Traveling & Influencers

Stacia Betley, MBA student in Sustainability

I have a passion for traveling. Not traveling to escape or relax, but to challenge myself. I travel to learn from other cultures, meet new people, and gain a global perspective. I spent the past 12 months working, volunteering, and traveling in Asia (Mongolia, China, Japan, Nepal, India, and SE Asia). I loved taking photos of the food I ate, beautiful landscapes, but mostly the people. I wrote a travel blog that documented my journey and discussed the larger challenges faced by that society. However, the majority of my  Instagram posts looked like this:

Only after talking to my close friend did I realize the disconnect between my photos and my experience. Traveling for a year was one of the hardest things I had done, however, my social media made it look like I was living a #NatGeoLife. I realized that I left out an important message and important photos.

I left out that what had made my travels so powerful was the constant ebb and flow of challenges and triumphs. I had an incredible experience, however, it was not all rainbows and butterflies. It was about learning from the places I traveled and the people I met. It was about having respect and an open mind. My long-term travels were far from glamorous, but with enough planning and budgeting, it was possible. For me, it was a balance, from all of the wonderful aspects to penny counting, arguing with my partner over our budget, and sitting out on “expensive” activities. I got giardia, hand-foot-mouth disease, and was discriminated and physically assaulted because of my gender. My experience was about growing as an individual and learning to adapt.

This challenge is the same challenge that many influencers face. It was important to me that I stay authentic to my friends and family, however, I didn’t even realize the life I portrayed living. This made me wonder, how do influencers with thousands, if not millions, of followers stay true to themselves? We all follow influencers, to see photos of shared passions or because we identify with them as individuals. However, are they obligated to discuss social and environmental issues? I set out to ask some important questions and Influencer Rachel Pohl answered them. Rachel is more than an artist, she is an adventurer, humanitarian, and environmentalist addressing the challenges that we all face. Although the majority of her social media consists of photos of her paintings, she uses it as a way to communicate larger issues. Click here to read the full interview.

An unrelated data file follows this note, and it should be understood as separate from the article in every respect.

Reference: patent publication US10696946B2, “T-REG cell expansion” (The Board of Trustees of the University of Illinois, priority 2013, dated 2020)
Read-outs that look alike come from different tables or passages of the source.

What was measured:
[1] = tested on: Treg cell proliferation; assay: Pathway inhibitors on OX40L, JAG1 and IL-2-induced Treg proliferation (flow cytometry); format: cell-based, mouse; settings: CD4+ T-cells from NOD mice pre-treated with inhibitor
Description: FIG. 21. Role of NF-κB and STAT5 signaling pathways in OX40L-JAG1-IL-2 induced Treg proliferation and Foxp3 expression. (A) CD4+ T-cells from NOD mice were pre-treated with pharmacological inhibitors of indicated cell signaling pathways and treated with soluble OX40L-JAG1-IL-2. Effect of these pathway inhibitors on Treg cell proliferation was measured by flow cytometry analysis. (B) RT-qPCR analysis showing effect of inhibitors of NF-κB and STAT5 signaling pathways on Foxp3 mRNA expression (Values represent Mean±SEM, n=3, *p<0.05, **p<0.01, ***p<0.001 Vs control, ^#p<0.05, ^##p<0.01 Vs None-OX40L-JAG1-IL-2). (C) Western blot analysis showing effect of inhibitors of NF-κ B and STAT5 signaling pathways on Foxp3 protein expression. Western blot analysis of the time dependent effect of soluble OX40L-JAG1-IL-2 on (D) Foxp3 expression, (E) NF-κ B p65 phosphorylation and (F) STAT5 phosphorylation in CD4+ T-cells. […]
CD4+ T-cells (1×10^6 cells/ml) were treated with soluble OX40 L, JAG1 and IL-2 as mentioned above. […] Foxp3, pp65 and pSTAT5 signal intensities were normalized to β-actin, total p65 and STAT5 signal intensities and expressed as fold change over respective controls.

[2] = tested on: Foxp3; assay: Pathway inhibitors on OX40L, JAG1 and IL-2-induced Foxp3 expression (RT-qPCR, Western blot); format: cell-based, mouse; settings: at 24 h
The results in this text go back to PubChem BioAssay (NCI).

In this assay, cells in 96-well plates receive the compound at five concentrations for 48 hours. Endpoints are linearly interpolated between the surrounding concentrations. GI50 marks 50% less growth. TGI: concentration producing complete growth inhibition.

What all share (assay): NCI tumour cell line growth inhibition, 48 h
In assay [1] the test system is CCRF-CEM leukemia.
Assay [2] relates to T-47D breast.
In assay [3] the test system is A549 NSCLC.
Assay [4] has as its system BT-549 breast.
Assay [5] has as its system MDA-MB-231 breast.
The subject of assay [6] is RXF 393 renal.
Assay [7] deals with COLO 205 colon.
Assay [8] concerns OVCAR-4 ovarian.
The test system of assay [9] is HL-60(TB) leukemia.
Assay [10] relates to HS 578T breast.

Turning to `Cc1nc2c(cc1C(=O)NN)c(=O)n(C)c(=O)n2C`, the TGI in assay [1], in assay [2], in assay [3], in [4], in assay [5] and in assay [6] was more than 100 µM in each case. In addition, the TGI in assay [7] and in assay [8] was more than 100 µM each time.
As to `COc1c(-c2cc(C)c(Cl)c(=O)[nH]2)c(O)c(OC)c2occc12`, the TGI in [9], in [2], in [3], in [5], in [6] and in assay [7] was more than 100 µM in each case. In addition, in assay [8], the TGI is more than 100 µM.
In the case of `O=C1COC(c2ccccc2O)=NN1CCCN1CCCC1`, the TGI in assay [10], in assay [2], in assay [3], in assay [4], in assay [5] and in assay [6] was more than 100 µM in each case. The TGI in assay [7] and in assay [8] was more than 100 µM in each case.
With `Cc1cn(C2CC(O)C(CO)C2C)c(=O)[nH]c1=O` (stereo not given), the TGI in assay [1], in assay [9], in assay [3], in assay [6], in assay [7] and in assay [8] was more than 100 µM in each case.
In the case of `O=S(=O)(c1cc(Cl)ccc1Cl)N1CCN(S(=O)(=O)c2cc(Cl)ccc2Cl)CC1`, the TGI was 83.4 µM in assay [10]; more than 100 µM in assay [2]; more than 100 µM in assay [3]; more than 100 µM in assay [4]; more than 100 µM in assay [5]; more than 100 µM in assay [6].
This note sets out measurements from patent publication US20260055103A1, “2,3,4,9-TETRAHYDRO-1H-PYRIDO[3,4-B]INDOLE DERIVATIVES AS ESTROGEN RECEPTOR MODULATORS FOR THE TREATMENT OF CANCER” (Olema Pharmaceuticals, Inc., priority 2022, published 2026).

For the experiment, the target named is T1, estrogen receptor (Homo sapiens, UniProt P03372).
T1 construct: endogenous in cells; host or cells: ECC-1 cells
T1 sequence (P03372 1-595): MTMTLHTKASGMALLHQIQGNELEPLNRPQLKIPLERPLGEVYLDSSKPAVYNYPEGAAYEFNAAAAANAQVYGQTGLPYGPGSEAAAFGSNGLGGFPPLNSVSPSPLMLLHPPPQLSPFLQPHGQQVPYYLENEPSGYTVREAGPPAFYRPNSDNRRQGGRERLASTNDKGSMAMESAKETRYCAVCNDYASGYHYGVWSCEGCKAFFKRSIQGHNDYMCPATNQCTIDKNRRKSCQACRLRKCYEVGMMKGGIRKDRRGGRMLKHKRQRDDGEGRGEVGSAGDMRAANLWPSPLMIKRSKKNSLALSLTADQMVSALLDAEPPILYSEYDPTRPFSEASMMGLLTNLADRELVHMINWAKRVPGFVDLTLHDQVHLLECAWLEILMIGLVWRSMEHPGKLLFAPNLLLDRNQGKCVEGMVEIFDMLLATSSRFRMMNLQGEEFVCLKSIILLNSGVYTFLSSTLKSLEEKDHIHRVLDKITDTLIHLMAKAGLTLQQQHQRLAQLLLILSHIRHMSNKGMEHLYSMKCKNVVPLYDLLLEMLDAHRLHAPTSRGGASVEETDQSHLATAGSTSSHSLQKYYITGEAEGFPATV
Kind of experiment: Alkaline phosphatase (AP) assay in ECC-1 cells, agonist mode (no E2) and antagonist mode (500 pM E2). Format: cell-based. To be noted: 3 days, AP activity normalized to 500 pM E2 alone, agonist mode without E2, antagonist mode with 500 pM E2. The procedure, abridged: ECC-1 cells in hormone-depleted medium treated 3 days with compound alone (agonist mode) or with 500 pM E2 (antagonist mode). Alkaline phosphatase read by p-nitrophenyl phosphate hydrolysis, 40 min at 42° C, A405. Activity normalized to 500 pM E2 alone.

https://www.instagram.com/rachel.pohl

I want people to realize that having a few or many thousand followers on IG does not mean anything about you as a person, and that life never stops being hard, no matter how high you climb up the social or social media ladder. We really are in this together, and I want to be known for doing good and inspiring people to love life and pursue their passions, not for having really cool outfits or having great hair in a pretty landscape.” – Rachel Pohl

 

Instagram: @asiastacia

Twitter: @staciabetley

Linkedin: https://www.linkedin.com/in/staciabetley/

Blog: https://worldwidewaterclosets.com/

 

Instagram: @rachel.pohl

Website: Rachel Pohl Art

This Article Has 9 Comments
  1. Emily Vanacore says:

    Wow, Stacia. You’re encouraging authenticity and reality in a world filled with embellishments and exaggerations in media. This article, these photos, your experience and writing- Amazing.

  2. Steve Karandy says:

    Super impressive. And with an additional interview post on top of that (not to mention the cool travel blog)! When does being an Influencer slide from being a side benefit to a job, and how does it affect your view of the world and how you communicate it, seems to be a growing issue for many.

    Having said that, I would totally live the #NatGeoLife.

  3. Sierra Goodman says: